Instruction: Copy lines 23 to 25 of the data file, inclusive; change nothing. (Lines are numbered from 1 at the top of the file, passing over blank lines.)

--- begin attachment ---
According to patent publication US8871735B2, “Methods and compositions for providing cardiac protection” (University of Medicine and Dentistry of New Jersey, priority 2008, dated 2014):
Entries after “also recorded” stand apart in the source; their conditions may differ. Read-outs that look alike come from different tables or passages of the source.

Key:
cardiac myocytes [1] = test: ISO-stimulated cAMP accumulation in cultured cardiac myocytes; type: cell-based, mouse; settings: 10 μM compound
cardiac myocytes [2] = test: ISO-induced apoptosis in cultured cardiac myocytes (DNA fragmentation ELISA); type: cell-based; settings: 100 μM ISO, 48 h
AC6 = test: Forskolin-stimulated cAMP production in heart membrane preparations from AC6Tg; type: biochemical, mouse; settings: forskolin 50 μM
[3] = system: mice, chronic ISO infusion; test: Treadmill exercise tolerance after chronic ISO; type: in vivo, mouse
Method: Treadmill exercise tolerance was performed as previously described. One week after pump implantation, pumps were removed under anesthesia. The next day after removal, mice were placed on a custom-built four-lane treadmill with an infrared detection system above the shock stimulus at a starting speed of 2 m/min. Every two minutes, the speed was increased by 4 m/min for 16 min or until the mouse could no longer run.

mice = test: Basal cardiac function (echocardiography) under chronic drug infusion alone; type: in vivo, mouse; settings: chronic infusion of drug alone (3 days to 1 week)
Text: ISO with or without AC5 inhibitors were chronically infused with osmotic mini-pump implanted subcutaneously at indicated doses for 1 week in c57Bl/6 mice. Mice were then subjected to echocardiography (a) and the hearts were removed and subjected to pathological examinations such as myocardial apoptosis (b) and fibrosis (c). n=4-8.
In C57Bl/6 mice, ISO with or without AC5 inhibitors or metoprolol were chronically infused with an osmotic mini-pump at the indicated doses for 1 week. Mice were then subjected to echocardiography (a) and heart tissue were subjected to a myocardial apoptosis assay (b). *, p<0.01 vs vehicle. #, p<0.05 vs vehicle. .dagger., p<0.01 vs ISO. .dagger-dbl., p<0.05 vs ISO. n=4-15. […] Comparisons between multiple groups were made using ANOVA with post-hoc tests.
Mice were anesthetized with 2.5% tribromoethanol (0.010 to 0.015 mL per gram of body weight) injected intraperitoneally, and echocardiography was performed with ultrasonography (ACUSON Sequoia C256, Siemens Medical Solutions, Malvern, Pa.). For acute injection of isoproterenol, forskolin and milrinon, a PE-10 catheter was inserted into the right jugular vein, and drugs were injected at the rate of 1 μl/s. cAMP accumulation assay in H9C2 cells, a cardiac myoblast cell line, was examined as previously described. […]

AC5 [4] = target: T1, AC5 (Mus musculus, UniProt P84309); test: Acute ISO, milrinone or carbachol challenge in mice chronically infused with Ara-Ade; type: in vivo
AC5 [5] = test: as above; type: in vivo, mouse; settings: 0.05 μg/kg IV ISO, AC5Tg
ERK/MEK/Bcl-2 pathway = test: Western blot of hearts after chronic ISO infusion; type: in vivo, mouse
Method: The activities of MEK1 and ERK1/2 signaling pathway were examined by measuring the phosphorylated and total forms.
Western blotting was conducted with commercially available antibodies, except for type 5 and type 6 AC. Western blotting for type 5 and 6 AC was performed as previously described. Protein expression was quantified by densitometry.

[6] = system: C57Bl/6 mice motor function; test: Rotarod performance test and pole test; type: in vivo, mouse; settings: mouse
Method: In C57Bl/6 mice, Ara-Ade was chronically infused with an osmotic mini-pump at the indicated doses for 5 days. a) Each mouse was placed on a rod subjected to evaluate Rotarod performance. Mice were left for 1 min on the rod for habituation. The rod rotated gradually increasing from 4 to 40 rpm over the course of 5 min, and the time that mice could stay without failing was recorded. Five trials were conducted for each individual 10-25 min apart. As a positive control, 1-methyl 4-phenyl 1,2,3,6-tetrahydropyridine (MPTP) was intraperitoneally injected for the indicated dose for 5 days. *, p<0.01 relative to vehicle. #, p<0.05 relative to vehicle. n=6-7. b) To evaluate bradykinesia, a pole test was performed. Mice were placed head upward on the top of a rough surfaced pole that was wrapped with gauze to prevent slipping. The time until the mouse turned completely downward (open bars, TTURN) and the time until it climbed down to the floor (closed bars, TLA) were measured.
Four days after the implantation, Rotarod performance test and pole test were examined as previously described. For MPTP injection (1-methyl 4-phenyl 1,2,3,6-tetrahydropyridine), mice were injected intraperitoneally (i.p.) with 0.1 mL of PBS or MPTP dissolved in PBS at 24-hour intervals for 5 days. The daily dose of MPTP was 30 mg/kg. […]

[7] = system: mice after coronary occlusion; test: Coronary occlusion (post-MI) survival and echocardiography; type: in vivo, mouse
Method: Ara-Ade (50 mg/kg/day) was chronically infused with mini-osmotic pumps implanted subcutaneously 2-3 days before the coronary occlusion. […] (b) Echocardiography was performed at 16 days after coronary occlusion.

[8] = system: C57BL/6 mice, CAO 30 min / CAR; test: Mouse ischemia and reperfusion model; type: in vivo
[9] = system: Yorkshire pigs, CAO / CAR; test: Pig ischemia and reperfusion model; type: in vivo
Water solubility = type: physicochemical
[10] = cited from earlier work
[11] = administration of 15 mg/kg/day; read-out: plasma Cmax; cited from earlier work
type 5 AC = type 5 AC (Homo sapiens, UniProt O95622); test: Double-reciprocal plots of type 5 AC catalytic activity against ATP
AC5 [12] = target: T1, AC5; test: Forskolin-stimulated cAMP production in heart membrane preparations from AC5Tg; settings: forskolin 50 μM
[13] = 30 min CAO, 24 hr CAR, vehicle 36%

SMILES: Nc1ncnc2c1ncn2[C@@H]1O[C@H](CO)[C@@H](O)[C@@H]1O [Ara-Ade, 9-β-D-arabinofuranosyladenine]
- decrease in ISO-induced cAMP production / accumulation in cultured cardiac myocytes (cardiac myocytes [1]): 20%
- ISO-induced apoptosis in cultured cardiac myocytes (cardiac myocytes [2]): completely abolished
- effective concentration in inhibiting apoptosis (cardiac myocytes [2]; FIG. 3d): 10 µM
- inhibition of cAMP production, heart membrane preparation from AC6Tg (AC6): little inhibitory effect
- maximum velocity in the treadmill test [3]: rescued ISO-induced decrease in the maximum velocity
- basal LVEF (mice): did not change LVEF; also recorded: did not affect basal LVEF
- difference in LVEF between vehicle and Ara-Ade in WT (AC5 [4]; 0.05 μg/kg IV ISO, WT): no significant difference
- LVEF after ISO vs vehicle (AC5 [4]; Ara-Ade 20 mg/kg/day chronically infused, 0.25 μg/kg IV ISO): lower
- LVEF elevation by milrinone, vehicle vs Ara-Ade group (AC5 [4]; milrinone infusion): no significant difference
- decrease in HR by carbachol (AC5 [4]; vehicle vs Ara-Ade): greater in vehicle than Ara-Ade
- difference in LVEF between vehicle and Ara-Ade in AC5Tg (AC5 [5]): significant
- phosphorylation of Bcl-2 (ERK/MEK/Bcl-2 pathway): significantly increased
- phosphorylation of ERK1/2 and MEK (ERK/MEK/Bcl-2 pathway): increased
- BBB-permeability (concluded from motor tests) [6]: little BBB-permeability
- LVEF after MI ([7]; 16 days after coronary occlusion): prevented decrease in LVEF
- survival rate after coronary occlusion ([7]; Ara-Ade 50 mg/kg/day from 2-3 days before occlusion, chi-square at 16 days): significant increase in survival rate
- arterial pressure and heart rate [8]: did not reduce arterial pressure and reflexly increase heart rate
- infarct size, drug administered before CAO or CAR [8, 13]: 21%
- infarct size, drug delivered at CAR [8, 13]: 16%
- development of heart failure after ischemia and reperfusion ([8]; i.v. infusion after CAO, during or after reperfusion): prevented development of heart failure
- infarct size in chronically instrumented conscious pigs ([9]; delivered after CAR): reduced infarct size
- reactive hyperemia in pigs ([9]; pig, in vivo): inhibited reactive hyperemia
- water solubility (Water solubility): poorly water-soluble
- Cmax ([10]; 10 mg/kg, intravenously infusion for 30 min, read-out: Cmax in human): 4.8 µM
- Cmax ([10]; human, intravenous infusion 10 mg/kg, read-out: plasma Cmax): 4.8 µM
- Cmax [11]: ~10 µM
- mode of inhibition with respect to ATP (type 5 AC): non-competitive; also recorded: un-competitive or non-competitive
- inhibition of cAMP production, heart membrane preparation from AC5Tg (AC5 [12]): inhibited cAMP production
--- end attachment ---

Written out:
[8] = system: C57BL/6 mice, CAO 30 min / CAR; test: Mouse ischemia and reperfusion model; type: in vivo
[9] = system: Yorkshire pigs, CAO / CAR; test: Pig ischemia and reperfusion model; type: in vivo
Water solubility = type: physicochemical